Books are solace, escape, excitement. In times such as these (which none of us have ever seen before, but by that I mean strange, scary, unsettling times) I think books are more important than ever.
Over the next while I’ll put various stacks of books up for different groups, of different genres. If there is a stack you’d especially like to see please let me know!
Here are the descriptions of these six (bottom to top). Happy reading!
Polar Bear Explorers Club by Alex Bell. This is actually not new, being the first in the series but we’ve been slow to discover Alex Bell’s brilliant series and number three has just come out. Stella, Shay, Beanie and Ethan are junior explorers – with Stella being the first ever girl to be allowed on an expedition. During their expedition to the frozen north they endure one mishap after another, having to help each other despite their apparent differences. Danger, excitement and loyalty go hand in hand as the group journeys onwards.
The Umbrella Mouse by Anna Fargher. I am a sucker for world war two books and this wonderfully imaginative debut looks quite delightful. in 1944 London Pip’s umbrella shop home is destroyed in the blitz. Setting off find safety she ends up joining a team of animals working for the resistance. Drawing on true stories of animals caught in the conflict it looks like a perfect story to introduce children to the history of WWII. With brilliant drawings by favourite author/illustrator Sam Usher this looks just wonderful.
The Boy who Fooled the World by Lisa Thompson. We are always super excited when Lisa releases a new book. One of my all time favourites is The Light Jar and this new story about Cole and his family sounds full of the gorgeous and familiar characters Lisa does so well. There is usually an gentle lesson woven into the fabric of the story but couched in fun and humour meaning that kids are subtly prompted to explore their emotional response to the action and issues.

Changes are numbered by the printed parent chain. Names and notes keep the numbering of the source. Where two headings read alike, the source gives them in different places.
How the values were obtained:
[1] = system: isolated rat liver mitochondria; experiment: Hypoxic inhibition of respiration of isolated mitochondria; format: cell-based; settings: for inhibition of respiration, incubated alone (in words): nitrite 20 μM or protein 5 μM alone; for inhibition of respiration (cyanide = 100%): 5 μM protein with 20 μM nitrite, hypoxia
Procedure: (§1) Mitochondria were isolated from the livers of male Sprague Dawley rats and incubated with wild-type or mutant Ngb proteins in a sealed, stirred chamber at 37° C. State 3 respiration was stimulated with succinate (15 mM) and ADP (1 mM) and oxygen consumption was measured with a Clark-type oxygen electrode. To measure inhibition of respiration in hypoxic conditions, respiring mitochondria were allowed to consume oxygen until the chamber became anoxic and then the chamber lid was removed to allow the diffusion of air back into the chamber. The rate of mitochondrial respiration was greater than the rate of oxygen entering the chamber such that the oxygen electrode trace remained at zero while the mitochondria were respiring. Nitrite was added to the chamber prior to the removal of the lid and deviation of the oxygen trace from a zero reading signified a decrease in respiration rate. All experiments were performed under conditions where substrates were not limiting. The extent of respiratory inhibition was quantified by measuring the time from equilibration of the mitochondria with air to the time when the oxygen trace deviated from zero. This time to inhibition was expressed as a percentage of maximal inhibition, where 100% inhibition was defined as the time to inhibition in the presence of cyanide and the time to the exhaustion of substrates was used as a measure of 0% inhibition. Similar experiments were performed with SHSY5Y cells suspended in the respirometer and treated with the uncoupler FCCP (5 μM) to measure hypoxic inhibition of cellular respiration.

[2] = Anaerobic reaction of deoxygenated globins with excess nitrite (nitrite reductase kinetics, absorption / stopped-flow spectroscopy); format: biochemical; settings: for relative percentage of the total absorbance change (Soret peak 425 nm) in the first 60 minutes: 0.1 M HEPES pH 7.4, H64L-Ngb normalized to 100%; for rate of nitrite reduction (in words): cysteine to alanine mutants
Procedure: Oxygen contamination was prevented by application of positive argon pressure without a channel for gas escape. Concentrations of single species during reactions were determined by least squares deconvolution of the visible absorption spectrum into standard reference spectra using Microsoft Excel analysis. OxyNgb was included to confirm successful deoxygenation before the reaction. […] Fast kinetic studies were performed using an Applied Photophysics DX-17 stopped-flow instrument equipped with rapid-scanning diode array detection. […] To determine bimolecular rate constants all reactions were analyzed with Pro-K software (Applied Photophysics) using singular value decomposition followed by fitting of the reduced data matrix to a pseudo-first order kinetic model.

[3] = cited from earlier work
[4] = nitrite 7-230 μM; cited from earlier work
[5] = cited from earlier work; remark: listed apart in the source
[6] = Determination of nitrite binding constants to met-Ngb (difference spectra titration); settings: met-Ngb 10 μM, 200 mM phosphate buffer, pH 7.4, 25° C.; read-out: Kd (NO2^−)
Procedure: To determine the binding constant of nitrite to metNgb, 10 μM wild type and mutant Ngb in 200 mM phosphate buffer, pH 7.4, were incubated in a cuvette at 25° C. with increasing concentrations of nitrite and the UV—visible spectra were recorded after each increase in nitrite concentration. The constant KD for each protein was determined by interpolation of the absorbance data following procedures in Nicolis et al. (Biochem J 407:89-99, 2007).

Beyond Belief by Dee White. Another WWII book for children slightly older. Based on true events, the book is set in 1942 France where Jews are being rounded up and a family are desperately trying to outrun the Nazi forces. Ruben becomes separated and is protected at great risk by the local muslims. I’m imagining this will be heart-in-mouth exciting and ultimately a reminder of the potential beauty in humanity.
Wink by Rob Harrell. Semi auto biographical, this contemporary novel features Ross, diagnosed in the first year of high school with a rare eye cancer. He’s determined not to let it define him but of course is immediately the centre of attention and object of curiosity and pity. I can’t wait to see how Ross navigates such a massive challenge while holding on to his sense of humour despite the loss of lots of other things.
The Unteachables by Gordon Korman. Also set in a school, this looks hilarious and ultimately uplifting. The reader joins a class of ‘misfits, delinquents and academic train wrecks’ who have been lumped together with a teacher whose passion for the job has long burnt out. I imagine the maelstrom of accidents and misdeeds will be many but I’m hoping for an ending full of hope for teacher and students.
Where’s my bloody Mastercard?
My bloody Mastercard isn’t working! Bloody hell! Why’s my bloody Mastercard not working this time